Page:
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Issue #716 – Publication Week: April 11-17, 2021

Q: I am a long-time computer user. As I have grown older, my eyesight has diminished. Websites always use a light, sometimes blue, type on their pages. The same with email correspondents who use small, hard-to-read type. Is there any way to adjust my Windows 10 to make my screen more readable? Otherwise, what is my solution to this continuing problem?

– Gerald A.
Fort Walton Beach, Florida

A: Of course there are solutions to your problems, Gerald.  Let’s handle the issues that you raised one at a time.

First of all, you mentioned website colors.  While it’s possible for web designers to define the exact colors that they want to use to display their pages, the better ones use the defaults of the system on which they are running, and so if you customize the browser, many, if not most of the pages the browser displays will utilize the customization.  You didn’t mention which browser you use, so I’m going to provide instructions for the default Windows 10 browser, Microsoft Edge.

In Edge, what you’re looking for is called a Theme.  The simplest thing you can do to implement the solution you’re looking for is to change the default theme from Light to Dark.  You can do that by running Edge, and clicking the three dots in the upper-right corner, then clicking “Settings”.  In the “Search settings” box, type “theme” and in the result you’ll see “Default Theme”.  Change the selection to “Dark”.

But why stop at the browser?  The latest versions of Windows 10 also offer support for dark background and light text.  Right-click in any blank space on the Windows Desktop, and select “Personalize” from the context menu.  In the navigation bar on the left, select “Colors” then under “Choose your color” select “Dark” from the drop-down list.  You should immediately see all Windows system dialogs change to light on dark.  There are some parts of the operating system, such as Task Manager, that don’t honor the Dark Mode request.  You might also consider turning on High Contrast Mode, which seems to have a far broader reach than Dark Mode.  In my tests for this issue, High Contrast Mode even changed the display of my Microsoft Word document to white text on a black background.  To find this mode, just enter “High Contrast” in the “Find a setting” box while you’re in Settings.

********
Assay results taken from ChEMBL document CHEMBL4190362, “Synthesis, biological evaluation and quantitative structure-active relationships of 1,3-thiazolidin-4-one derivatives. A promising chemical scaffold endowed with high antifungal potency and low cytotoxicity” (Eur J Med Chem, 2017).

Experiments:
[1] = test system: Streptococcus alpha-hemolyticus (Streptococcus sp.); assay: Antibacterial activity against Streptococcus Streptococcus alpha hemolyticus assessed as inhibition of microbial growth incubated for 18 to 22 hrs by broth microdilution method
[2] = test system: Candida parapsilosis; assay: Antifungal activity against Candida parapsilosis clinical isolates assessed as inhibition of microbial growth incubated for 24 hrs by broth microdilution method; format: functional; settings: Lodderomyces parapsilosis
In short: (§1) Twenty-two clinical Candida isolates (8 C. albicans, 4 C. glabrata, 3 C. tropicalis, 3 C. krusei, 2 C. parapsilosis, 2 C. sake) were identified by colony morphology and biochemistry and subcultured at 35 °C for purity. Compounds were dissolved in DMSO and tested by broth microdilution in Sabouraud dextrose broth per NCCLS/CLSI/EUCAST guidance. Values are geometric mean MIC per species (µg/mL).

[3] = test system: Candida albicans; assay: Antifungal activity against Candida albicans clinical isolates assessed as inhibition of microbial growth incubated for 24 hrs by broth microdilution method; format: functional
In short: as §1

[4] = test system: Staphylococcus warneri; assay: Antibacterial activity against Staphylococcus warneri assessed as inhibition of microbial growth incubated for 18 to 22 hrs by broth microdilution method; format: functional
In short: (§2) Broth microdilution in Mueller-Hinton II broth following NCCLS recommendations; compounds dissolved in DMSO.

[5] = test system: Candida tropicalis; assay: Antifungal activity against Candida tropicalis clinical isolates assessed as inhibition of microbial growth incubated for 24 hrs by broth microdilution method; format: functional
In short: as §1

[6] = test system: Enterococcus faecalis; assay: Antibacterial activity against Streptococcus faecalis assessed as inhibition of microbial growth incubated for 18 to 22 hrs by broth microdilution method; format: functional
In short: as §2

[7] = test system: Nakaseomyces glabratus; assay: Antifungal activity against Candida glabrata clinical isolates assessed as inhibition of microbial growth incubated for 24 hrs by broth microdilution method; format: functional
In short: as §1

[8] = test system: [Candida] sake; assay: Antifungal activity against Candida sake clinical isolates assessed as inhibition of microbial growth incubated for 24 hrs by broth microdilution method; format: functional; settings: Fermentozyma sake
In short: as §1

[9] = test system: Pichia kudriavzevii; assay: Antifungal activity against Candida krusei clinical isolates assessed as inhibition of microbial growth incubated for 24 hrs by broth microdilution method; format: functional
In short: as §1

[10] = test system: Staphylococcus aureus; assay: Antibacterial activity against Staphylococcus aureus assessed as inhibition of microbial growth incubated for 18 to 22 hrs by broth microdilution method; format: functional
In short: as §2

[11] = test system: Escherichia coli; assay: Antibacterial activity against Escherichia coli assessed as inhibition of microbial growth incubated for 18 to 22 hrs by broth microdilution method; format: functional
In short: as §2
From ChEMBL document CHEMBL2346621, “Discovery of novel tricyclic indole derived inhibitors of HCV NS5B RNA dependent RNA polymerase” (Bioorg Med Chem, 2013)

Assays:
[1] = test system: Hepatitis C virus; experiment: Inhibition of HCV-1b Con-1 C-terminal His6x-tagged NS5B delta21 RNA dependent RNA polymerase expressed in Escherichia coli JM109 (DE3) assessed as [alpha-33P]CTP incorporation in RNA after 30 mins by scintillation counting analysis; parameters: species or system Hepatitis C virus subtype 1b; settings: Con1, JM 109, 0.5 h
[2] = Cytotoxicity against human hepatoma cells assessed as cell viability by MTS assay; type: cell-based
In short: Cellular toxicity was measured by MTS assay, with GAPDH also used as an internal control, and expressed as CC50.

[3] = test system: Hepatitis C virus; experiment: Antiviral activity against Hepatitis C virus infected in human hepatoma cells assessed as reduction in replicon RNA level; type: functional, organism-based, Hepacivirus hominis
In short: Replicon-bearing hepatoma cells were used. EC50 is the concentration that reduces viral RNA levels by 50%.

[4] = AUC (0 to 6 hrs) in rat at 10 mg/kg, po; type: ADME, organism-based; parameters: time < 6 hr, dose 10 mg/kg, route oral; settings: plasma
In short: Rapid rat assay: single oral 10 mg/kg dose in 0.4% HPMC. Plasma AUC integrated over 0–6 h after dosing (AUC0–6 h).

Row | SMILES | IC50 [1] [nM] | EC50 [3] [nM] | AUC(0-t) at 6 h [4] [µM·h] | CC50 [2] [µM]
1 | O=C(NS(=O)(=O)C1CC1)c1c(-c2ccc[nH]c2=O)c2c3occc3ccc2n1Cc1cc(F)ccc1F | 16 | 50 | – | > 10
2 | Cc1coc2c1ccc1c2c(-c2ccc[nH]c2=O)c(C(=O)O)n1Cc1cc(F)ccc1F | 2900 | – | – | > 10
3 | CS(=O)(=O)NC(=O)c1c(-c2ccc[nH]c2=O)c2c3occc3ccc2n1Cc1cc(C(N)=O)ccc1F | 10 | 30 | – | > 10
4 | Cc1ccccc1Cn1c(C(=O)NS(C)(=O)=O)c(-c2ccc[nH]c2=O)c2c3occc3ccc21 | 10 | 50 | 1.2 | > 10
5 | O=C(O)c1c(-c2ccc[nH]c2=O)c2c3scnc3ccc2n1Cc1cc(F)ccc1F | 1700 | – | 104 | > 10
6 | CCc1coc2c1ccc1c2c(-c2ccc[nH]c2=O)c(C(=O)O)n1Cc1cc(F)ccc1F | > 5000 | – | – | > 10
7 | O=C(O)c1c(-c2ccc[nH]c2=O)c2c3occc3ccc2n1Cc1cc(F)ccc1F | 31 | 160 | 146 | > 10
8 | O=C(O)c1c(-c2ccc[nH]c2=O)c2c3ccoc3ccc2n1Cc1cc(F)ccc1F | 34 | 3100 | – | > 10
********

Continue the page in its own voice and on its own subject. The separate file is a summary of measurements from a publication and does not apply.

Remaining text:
You can also make things easier on your aging eyes by simply making the contents of your screen appear larger.  This comes at the cost of screen real estate.  In other words, if everything is bigger, you won’t be able to fit as much content on your monitor. There are ways of compensating for that, such as getting a second, or a larger monitor, or both.  There are some amazing displays out there, capable of quite remarkable pixel resolutions, and if you’ve never used a system with two monitors side by side, you’ll be in for a real treat.

To adjust the overall scaling in Windows, start by again right-clicking on the Windows Desktop.  This time select “Display Settings” from the context menu.  Scroll down to the area where it says “Scale and layout” and there you’ll find settings to adjust the size of text, and programs. By default, Windows supports 100% and 125%, but you can drive it higher by clicking “Advanced scaling settings”.  Many programs will have issues displaying themselves correctly if you scale things too high, so while this option is available, Microsoft says right on the dialog that it’s not recommended.

You can also make things appear larger by telling Windows to display at a lower screen resolution.  This causes everything to appear larger, but again, this has the side effect of less stuff being able to fit on your screen. You’ll find “Display resolution” right on the page we’ve been talking about.

As you can see, there is no single answer to the issue of making your screen easier for you to read.  That’s why it’s generally categorized as “Personalization” so each person can choose the settings that work best for them.  Good luck.

One Response to “Issue #716 – Publication Week: April 11-17, 2021”

  • Baldman says:

    You forgot to tell him one thing. He should go see an ophthalmologist and have his eyes checked. I did and he said I have cataracts in my left eye and I’m 71.

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